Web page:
Each O Antiphon
addresses Jesus with a title which comes from the prophecies of Isaiah that
anticipate the coming of the Messiah. The first letters of the titles in the
original Latin in reverse order spell “Ero Cras,” meaning “Tomorrow, I will

December 17 – O Sapiéntia: O Wisdom Who camest out of the mouth of the
Most High, reaching from end to end and ordering all things mightily and
sweetly: come and teach us the way of prudence.

December 18 – O Adonái: O
Adonai, and Leader of the house of Israel, Who didst appear to Moses in the
flame of the burning bush, and didst give unto him the law on Sinai: come and
with an outstretched arm redeem us.

December 19 – O Radix Jesse: O Root of
Jesse, Who standest for an ensign of the people, before Whom kings shall keep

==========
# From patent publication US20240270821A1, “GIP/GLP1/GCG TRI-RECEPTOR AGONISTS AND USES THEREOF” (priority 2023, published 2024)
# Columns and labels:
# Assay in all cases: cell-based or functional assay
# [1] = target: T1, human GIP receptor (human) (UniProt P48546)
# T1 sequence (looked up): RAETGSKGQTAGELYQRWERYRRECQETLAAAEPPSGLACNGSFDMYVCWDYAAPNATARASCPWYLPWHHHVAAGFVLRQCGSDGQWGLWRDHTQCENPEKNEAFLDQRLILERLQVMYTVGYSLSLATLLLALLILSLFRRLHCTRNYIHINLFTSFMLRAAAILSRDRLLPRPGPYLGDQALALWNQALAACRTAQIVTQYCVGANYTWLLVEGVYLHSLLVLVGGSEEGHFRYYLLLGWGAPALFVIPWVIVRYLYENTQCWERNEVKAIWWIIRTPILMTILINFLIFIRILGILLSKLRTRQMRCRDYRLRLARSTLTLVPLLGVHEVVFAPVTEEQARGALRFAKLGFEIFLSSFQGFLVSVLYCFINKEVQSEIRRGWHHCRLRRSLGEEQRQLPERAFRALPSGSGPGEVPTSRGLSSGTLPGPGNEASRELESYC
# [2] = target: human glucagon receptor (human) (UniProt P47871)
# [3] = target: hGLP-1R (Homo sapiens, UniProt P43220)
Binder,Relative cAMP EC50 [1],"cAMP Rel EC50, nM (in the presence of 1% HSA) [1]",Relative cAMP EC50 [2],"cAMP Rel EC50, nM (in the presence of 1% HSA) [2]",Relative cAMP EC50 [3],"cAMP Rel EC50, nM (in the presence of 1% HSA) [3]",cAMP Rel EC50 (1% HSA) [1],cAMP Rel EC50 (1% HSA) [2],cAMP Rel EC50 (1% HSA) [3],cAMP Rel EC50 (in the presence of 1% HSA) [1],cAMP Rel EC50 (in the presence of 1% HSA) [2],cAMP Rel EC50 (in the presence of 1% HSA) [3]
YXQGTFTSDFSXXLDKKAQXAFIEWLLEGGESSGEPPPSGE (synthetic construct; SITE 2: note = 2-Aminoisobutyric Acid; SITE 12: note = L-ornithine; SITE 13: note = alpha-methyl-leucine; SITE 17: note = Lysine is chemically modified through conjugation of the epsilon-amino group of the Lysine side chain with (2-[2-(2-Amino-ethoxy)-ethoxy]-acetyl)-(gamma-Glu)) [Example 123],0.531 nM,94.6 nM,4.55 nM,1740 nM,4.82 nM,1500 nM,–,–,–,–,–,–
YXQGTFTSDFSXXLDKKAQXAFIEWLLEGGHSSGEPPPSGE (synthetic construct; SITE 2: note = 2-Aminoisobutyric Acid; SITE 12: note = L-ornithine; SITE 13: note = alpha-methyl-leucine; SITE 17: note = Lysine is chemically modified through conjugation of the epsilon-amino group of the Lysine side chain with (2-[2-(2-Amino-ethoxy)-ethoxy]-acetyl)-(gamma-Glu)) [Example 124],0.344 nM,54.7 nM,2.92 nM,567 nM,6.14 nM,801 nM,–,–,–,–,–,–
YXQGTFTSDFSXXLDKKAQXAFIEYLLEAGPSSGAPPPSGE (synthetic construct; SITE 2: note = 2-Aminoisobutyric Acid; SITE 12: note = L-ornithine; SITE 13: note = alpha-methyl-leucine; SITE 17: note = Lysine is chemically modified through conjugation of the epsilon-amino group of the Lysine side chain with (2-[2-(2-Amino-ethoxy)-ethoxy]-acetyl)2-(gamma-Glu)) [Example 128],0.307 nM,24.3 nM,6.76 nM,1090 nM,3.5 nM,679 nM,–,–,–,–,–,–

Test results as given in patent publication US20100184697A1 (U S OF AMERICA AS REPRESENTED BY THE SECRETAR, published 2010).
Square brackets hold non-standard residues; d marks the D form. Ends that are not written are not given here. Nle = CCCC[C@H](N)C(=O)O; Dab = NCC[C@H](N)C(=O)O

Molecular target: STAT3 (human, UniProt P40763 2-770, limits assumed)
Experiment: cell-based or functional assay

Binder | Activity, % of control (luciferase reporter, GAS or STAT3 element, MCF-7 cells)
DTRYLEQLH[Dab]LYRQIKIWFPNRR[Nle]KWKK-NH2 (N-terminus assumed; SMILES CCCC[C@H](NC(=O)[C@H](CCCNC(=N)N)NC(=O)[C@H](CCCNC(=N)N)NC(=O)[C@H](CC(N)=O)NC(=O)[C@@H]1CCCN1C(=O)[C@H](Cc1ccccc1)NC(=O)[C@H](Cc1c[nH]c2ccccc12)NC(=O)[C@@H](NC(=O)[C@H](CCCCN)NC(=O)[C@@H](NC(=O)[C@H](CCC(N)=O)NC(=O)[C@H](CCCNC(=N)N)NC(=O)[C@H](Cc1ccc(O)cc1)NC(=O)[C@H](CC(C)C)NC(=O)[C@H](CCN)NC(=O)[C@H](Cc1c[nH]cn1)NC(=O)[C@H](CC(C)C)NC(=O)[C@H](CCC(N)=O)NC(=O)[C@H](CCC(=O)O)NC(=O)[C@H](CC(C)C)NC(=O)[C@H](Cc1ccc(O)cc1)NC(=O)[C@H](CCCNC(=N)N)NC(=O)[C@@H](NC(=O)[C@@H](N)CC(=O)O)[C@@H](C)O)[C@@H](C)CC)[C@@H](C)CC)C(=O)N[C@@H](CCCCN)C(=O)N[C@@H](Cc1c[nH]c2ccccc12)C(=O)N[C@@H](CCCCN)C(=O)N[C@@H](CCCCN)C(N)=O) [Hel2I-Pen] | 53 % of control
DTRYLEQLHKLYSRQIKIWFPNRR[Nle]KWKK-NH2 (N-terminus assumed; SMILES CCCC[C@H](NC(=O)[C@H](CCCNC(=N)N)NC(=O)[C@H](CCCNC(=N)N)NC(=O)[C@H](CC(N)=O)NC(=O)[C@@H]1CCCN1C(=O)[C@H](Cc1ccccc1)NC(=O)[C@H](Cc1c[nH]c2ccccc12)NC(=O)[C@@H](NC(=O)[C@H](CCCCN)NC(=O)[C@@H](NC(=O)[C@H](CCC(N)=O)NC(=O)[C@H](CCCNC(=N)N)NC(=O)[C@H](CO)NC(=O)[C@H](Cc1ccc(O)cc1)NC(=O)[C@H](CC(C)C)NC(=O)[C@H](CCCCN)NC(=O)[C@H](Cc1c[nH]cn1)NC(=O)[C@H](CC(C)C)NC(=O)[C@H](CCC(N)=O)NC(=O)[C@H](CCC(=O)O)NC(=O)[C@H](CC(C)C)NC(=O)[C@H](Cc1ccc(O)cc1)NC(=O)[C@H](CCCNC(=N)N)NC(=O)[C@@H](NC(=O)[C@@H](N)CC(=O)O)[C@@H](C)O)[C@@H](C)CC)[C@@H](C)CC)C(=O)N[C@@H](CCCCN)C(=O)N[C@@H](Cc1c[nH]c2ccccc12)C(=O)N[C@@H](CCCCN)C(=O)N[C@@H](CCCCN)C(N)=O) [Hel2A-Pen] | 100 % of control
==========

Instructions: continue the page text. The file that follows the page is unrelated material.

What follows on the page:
silence, and unto Whom the Gentiles shall make their supplication: come to
deliver us, and tarry not.

December 20 – O Clavis David: O Key of David, and
Sceptre of the house of Israel, Who openest and no man shutteth, Who shuttest
and no man openeth: come and bring forth from his prison-house, the captive
that sitteth in darkness and in the shadow of death.

December 21 – O Óriens: O
Dawn of the East, Brightness of the light eternal, and Sun of justice: come and
enlighten them that sit in darkness and in the shadow of death.

December 22 – O
Rex Gentium
: O King of the Gentiles and the Desired of them, Thou Corner-stone
that makest both one: come and deliver man, whom Thou didst form out of the
dust of the earth.

December 23 – O Emmánuël: O Emmanuel, our King and Lawgiver,
the Expected of the nations and their Savior: come to save us, O Lord our God.

THE most significant Advent antiphon